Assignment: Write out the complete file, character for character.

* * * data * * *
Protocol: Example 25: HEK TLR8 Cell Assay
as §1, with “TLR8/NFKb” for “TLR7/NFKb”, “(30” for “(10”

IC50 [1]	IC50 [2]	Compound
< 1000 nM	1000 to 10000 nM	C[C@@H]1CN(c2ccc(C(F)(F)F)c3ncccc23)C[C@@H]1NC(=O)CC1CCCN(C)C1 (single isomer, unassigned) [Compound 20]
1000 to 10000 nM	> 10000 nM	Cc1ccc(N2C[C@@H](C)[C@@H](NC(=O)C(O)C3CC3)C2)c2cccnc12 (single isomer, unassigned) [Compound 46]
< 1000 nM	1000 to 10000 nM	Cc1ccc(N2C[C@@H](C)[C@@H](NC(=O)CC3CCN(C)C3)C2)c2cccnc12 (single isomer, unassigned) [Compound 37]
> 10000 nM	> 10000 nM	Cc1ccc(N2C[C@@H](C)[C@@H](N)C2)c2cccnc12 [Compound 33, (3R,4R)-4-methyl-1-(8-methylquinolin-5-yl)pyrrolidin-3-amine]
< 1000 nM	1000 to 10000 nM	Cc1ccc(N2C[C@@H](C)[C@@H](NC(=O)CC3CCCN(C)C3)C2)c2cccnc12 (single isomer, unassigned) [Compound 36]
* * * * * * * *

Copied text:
Protocol: Example 25: HEK TLR8 Cell Assay
as §1, with “TLR8/NFKb” for “TLR7/NFKb”, “(30” for “(10”

IC50 [1]	IC50 [2]	Compound
< 1000 nM	1000 to 10000 nM	C[C@@H]1CN(c2ccc(C(F)(F)F)c3ncccc23)C[C@@H]1NC(=O)CC1CCCN(C)C1 (single isomer, unassigned) [Compound 20]
1000 to 10000 nM	> 10000 nM	Cc1ccc(N2C[C@@H](C)[C@@H](NC(=O)C(O)C3CC3)C2)c2cccnc12 (single isomer, unassigned) [Compound 46]
< 1000 nM	1000 to 10000 nM	Cc1ccc(N2C[C@@H](C)[C@@H](NC(=O)CC3CCN(C)C3)C2)c2cccnc12 (single isomer, unassigned) [Compound 37]
> 10000 nM	> 10000 nM	Cc1ccc(N2C[C@@H](C)[C@@H](N)C2)c2cccnc12 [Compound 33, (3R,4R)-4-methyl-1-(8-methylquinolin-5-yl)pyrrolidin-3-amine]
< 1000 nM	1000 to 10000 nM	Cc1ccc(N2C[C@@H](C)[C@@H](NC(=O)CC3CCCN(C)C3)C2)c2cccnc12 (single isomer, unassigned) [Compound 36]